The leadership race has so far been dominated by Brexit and arguments over whether a deal can be renegotiated with the EU by 31 October, and whether talking up a no-deal Brexit is a plausible promise.
Title: 💩 BoJo has the MoJo!
Post by: RE on June 15, 2019, 01:14:24 AM
https://www.ft.com/content/2273db26-8e8f-11e9-a24d-b42f641eca37 (https://www.ft.com/content/2273db26-8e8f-11e9-a24d-b42f641eca37)

Boris Johnson, the great pretender finally on the cusp of power
But the former UK foreign secretary still faces questions about his fitness for high office

(https://www.ft.com/__origami/service/image/v2/images/raw/http%3A%2F%2Fcom.ft.imagepublish.upp-prod-us.s3.amazonaws.com%2F6680b8ee-8eac-11e9-b8cb-26a9caa9d67b?fit=scale-down&source=next&width=700)

George Parker yesterday


Boris Johnson has one foot in 10 Downing Street. One week into the race to succeed Theresa May as Britain’s prime minister, the most charismatic, shambolic and divisive politician of his generation is sweeping the field, his route to power now clearly defined.

“We have a long way to go,” Mr Johnson said after securing a decisive victory in the first round of voting for the Conservative party leadership, winning the backing of 114 Tory MPs — more than the next three challengers combined. But he is now propelled by a momentum that threatens to crush his rivals.

Even George Osborne, the former chancellor and longtime political foe of Mr Johnson, can see the writing on the wall. Mr Osborne, editor of the London Evening Standard, splashed his front page this week with the headline: “Bojo: I’ve got mojo to unite Britain.”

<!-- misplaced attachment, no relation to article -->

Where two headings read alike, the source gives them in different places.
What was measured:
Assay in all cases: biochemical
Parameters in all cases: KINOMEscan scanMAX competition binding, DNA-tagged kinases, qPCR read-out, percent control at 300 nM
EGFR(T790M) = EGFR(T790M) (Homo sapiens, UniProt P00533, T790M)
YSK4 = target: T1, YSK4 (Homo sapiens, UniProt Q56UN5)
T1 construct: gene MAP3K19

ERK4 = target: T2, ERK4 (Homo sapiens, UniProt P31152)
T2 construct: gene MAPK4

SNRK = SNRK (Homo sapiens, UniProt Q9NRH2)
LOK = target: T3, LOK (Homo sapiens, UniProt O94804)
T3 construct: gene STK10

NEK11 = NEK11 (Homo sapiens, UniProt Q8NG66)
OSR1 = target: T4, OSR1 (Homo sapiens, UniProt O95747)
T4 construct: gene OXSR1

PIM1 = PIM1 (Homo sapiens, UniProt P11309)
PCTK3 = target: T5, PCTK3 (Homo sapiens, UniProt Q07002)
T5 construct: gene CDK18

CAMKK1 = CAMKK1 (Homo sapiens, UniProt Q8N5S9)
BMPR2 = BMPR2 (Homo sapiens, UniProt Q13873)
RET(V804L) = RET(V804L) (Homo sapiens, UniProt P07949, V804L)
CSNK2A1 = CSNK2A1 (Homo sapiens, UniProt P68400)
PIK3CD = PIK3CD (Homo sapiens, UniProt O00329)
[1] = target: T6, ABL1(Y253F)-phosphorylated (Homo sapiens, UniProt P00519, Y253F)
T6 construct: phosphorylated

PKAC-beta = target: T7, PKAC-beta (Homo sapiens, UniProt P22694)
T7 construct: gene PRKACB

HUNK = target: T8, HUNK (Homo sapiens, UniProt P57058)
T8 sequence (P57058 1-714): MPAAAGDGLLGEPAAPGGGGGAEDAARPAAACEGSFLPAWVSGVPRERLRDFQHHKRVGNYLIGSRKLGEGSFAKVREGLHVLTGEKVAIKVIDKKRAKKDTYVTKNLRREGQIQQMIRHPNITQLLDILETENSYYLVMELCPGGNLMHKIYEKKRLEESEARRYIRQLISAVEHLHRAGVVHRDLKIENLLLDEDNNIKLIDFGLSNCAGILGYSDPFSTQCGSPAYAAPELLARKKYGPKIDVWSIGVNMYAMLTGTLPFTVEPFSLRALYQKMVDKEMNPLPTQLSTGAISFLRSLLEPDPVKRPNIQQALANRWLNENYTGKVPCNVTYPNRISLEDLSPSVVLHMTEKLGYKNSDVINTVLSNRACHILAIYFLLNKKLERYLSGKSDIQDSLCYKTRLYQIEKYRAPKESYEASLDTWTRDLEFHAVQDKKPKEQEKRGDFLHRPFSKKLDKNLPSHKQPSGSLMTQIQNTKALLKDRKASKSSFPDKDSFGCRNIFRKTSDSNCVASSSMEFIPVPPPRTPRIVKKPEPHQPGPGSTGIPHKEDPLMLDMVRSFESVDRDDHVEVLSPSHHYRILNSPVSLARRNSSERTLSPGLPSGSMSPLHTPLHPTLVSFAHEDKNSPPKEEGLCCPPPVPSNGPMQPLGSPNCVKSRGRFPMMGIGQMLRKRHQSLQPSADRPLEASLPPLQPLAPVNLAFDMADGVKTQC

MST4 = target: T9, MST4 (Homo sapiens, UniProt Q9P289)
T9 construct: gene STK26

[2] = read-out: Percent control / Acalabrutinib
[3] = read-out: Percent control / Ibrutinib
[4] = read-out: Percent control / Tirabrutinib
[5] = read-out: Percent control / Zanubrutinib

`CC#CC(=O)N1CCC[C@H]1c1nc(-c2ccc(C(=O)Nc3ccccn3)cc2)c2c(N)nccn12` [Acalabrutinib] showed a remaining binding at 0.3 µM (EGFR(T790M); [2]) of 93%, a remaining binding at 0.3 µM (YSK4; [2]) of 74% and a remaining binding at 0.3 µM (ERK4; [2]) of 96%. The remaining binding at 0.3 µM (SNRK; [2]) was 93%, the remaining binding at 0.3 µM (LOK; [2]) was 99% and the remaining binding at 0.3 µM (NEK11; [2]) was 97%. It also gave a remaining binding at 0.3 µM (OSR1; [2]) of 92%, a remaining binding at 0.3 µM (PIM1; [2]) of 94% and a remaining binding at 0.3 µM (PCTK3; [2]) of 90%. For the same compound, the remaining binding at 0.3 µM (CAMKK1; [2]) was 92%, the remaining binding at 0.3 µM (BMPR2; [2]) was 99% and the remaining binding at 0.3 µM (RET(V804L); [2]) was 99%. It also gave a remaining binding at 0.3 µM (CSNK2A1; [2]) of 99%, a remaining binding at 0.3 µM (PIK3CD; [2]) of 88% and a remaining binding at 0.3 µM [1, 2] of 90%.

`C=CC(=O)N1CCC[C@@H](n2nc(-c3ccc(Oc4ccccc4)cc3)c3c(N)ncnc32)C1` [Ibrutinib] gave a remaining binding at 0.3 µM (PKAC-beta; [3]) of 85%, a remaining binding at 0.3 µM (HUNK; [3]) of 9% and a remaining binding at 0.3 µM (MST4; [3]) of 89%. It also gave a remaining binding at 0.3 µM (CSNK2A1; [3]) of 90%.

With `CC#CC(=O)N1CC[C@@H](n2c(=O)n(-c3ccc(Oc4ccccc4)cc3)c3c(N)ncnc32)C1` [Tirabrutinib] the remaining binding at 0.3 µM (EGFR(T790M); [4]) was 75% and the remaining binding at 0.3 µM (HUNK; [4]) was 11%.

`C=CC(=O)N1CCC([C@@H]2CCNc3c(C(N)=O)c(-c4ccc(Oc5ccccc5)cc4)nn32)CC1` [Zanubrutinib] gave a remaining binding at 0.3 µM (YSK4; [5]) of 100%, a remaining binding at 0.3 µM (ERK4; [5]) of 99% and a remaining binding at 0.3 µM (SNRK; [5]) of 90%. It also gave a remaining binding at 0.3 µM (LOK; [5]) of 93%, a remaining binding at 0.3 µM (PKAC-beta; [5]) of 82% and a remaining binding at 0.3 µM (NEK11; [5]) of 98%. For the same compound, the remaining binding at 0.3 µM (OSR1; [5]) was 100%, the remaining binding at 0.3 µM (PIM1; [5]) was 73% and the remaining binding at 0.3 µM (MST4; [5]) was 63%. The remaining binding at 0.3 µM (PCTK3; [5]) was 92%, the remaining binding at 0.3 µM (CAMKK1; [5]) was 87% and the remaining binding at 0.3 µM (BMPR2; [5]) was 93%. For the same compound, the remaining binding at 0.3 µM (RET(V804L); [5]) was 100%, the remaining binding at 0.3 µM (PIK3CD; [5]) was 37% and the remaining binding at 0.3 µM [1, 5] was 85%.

That is a contentious claim. While Mr Johnson may possess political stardust, he seems an unlikely healer of a fractured country. The former London mayor led the 2016 referendum campaign to take Britain out of the EU and — if he becomes prime minister — will take on the task of delivering the Leave vote that split the nation.

Polls show he is both the most popular and least liked prospective Tory premier. Rivals question his “seriousness” at a momentous time for the country. Donald Tusk, European Council president, says “a special place in hell” awaits Mr Johnson and his fellow Brexiters.

“I think he’s probably going to win,” says Dominic Grieve, the pro-European former Conservative attorney-general. “That will have potentially dire consequences for the party and the country.” Rory Stewart, a rival for the leadership, said this week: “Is this the person you want writing the instructions to the nuclear submarines?”

Supporters of 54-year-old Mr Johnson privately admit that the only person who can halt his bid for power is the candidate himself. The Eton and Oxford-educated journalist is his own worst enemy, as his abortive bid for the Tory leadership in 2016 demonstrated.

Mr Johnson’s campaign team have tried to save him from himself. “Bozzie Bear”, as his new partner Carrie Symonds calls him, has been shackled and muzzled, held back from broadcast interviews and television debates so far because of fears the frontrunner has little to gain and much to lose from such exposure. (On Friday, Mr Johnson agreed to take part in a BBC debate next week, though he will not participate in Channel 4’s hustings on Sunday.)